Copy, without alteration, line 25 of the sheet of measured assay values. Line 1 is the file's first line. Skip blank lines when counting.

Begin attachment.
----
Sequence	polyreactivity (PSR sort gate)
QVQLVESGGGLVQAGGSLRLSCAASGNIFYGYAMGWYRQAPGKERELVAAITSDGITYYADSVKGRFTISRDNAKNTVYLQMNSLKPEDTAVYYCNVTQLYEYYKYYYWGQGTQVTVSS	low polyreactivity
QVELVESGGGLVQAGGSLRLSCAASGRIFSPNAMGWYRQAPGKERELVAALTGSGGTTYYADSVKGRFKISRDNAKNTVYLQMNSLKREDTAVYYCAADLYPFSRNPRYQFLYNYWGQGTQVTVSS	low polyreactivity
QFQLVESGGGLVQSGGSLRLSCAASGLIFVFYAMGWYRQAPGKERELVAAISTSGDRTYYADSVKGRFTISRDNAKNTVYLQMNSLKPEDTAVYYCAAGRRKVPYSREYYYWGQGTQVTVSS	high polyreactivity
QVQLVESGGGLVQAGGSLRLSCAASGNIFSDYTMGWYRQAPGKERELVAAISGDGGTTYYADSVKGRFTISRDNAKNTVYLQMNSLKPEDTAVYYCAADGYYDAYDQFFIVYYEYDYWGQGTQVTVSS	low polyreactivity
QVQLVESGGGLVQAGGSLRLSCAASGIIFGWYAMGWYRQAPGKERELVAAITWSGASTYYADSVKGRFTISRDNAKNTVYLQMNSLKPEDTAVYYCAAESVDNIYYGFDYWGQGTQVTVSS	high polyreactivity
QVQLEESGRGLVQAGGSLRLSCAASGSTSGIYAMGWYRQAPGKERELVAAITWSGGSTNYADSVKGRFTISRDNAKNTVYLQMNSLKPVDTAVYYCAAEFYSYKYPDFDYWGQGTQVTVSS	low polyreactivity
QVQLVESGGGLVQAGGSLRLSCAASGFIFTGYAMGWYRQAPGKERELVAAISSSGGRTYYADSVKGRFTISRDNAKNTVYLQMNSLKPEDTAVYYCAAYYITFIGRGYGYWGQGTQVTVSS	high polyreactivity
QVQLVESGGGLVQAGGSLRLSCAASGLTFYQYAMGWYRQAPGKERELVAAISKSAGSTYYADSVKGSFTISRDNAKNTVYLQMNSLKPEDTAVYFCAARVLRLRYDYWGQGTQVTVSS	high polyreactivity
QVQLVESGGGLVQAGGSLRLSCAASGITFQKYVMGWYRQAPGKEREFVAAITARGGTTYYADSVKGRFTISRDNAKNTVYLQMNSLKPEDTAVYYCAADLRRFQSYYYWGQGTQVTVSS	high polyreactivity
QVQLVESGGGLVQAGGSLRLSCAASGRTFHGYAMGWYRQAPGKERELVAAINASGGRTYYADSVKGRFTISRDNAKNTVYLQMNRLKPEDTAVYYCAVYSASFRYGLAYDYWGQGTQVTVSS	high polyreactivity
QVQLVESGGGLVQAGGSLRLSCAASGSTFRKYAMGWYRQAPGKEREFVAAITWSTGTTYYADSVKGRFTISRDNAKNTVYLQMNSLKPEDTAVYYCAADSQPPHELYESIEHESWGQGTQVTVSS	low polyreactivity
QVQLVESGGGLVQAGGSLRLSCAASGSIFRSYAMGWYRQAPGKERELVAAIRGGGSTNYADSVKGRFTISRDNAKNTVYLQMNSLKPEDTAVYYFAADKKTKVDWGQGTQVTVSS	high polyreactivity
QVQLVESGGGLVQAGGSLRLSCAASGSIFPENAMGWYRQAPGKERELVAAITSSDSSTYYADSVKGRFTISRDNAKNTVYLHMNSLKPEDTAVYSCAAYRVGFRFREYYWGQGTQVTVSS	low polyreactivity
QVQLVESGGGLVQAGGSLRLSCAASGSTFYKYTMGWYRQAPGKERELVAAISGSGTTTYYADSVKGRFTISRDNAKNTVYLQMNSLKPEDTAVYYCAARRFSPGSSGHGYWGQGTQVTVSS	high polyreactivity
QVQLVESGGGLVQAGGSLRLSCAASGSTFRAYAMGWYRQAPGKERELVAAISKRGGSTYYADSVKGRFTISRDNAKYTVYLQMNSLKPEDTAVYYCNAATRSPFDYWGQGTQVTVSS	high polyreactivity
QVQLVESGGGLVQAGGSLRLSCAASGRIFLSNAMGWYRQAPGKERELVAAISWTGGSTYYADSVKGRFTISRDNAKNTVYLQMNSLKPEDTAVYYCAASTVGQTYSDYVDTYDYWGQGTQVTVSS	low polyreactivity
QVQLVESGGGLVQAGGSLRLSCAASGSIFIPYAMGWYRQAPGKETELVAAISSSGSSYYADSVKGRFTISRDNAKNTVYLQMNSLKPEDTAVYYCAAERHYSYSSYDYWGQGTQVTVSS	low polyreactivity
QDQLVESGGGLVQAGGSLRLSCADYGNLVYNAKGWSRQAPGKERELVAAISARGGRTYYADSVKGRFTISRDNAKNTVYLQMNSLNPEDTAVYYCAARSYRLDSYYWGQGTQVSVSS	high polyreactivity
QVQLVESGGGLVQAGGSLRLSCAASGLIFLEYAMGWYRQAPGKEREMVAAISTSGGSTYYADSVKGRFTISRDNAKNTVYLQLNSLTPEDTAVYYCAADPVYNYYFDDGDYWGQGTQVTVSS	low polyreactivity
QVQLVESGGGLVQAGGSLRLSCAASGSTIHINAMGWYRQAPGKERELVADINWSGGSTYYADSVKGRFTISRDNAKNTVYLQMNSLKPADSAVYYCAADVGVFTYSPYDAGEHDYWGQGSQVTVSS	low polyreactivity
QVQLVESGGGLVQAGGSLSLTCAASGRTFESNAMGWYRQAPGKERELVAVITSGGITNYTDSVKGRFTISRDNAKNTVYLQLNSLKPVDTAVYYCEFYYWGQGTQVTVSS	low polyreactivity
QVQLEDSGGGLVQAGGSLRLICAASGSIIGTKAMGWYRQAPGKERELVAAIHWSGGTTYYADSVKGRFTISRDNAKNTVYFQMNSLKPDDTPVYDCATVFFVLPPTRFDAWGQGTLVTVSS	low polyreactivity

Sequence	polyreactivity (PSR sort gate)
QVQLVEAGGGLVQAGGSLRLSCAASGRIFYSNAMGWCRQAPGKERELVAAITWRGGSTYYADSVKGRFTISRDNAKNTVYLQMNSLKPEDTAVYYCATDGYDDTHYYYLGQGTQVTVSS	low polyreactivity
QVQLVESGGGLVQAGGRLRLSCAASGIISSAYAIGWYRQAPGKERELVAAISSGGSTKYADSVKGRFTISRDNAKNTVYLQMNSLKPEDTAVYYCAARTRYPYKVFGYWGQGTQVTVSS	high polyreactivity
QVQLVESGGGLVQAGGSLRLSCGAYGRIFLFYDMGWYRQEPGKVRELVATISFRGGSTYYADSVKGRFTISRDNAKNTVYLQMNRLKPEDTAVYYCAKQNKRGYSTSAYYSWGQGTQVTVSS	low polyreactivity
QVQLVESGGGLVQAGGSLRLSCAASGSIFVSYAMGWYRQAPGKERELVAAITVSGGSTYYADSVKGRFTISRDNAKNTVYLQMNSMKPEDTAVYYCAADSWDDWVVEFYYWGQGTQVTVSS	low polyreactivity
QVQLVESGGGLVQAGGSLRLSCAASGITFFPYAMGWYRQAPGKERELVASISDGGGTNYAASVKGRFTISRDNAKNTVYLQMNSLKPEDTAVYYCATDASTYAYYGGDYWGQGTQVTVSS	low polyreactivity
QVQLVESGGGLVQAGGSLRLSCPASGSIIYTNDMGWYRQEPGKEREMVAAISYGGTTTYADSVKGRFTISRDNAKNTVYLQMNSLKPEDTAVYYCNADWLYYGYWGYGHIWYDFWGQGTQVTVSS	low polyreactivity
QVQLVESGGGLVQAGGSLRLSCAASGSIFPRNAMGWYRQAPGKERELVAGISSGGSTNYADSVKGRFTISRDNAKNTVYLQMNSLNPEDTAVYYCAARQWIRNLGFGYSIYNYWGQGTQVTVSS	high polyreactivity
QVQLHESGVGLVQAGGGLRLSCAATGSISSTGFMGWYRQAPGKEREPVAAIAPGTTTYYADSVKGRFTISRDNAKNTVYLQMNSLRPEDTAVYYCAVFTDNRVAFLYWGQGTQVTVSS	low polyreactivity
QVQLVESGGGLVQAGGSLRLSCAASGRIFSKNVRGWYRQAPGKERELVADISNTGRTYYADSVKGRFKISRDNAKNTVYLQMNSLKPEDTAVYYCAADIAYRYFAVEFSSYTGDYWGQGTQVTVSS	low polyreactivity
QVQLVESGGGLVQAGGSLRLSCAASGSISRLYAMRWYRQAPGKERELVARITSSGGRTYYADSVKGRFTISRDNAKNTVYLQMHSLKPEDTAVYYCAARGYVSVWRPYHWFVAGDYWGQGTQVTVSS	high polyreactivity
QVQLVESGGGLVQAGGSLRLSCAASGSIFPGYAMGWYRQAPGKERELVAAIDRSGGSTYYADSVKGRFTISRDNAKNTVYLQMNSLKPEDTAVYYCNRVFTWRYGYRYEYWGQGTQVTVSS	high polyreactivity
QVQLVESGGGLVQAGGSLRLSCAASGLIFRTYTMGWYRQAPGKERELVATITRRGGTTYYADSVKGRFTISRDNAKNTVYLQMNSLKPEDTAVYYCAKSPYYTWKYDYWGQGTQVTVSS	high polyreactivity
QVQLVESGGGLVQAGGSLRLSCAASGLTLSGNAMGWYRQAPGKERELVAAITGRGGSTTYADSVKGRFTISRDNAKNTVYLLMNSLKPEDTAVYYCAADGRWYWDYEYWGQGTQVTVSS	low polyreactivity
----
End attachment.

QVQLVEAGGGLVQAGGSLRLSCAASGRIFYSNAMGWCRQAPGKERELVAAITWRGGSTYYADSVKGRFTISRDNAKNTVYLQMNSLKPEDTAVYYCATDGYDDTHYYYLGQGTQVTVSS	low polyreactivity